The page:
In another high-profile defection, Sujay Vikhe-Patil, son of the Leader of Opposition in the state Radha Krishna Vikhe-Patil has joined the BJP and bagged the candidacy of Nagar Lok Sabha seat. Since 2004, Nagar has been represented in the Lok Sabha by the BJP’s Dilip Gandhi.
While Radha Krishna Vikhe-Patil has declared that he would not campaign in this constituency either for or against his son, he has been seen meeting influential local leaders in the constituency.
The Congress party’s inability to even summon its leader to seek accountability has exposed its organizational vulnerability. BJP is specifically targeting disgruntled Congress and NCP politicians from Western Maharashtra, which has been considered a stronghold of Sharad Pawar and other Congress/NCP stalwarts.
In Sangli constituency in the region, the family of former Chief Minister late Vasantdada Patil is on the verge of rebellion. Sangli was a pocket borough of the Congress in which it had never lost. But 2014 changed it all. The 2014 defeat has rattled the party organization from which it could not recover till date.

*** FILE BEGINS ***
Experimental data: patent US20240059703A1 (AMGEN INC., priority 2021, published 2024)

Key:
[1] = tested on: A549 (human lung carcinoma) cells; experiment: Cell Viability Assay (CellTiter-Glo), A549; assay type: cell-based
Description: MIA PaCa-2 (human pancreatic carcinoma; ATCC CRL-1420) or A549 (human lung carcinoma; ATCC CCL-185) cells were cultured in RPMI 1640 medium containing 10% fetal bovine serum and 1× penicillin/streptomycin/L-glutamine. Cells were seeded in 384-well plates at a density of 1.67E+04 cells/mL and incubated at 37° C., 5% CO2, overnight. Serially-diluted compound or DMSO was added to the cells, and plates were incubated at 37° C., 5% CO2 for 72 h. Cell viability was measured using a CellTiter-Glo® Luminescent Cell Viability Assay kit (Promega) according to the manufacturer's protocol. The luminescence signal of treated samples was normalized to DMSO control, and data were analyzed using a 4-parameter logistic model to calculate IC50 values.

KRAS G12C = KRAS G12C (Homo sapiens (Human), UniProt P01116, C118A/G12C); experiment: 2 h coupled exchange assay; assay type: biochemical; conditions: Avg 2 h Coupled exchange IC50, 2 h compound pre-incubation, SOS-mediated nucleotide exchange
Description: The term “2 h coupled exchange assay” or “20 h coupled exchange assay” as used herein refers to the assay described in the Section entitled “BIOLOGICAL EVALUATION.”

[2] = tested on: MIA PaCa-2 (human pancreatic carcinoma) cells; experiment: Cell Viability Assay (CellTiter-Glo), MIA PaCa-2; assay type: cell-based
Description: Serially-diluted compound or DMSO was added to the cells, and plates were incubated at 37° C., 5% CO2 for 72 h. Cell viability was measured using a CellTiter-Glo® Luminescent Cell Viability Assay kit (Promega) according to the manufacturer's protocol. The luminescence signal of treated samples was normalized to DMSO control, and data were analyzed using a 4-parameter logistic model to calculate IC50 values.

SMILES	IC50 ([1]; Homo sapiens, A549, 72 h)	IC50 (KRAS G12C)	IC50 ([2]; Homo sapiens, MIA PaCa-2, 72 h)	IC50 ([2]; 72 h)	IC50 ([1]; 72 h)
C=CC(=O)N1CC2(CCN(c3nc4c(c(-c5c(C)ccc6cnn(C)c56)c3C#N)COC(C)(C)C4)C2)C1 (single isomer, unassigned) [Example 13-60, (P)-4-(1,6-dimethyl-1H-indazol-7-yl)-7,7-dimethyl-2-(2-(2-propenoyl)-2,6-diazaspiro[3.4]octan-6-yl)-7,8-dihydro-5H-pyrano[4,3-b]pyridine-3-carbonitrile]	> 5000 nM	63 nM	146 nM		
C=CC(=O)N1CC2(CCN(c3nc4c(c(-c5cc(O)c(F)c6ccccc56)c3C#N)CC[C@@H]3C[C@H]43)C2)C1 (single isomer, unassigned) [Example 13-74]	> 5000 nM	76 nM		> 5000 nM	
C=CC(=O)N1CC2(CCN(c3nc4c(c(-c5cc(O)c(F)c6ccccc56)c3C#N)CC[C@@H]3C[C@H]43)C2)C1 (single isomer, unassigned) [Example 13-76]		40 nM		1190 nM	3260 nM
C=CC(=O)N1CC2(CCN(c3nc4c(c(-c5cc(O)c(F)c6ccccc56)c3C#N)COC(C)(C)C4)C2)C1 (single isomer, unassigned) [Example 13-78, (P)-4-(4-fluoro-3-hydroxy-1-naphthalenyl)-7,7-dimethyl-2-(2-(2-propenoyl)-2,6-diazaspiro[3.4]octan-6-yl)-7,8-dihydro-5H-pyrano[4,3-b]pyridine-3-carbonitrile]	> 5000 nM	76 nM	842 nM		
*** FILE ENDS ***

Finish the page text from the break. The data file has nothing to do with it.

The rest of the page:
In north Maharashtra, Congress heavyweight and eight-time former Member of Parliament and former Union minister Manikrao Gavit is also on his way out of the Congress. He was seeking the ticket of Nandurbar seat for his son. This has been given to a sitting MLA from this Lok Sabha constituency. Nandurbar and Gavit family have been close to the Gandhi family for decades and were a symbol of tribal voters’ dedicated faith in the Congress.
The Congress lost the Nandurbar seat for the first time in 2014 in the Modi wave. In another setback to the grand alliance in northern Maharashtra, NCP’s state Vice-President Bharati Pawar has switched to the BJP to contest from the Dindori seat. She unsuccessfully contested this seat from NCP in 2014.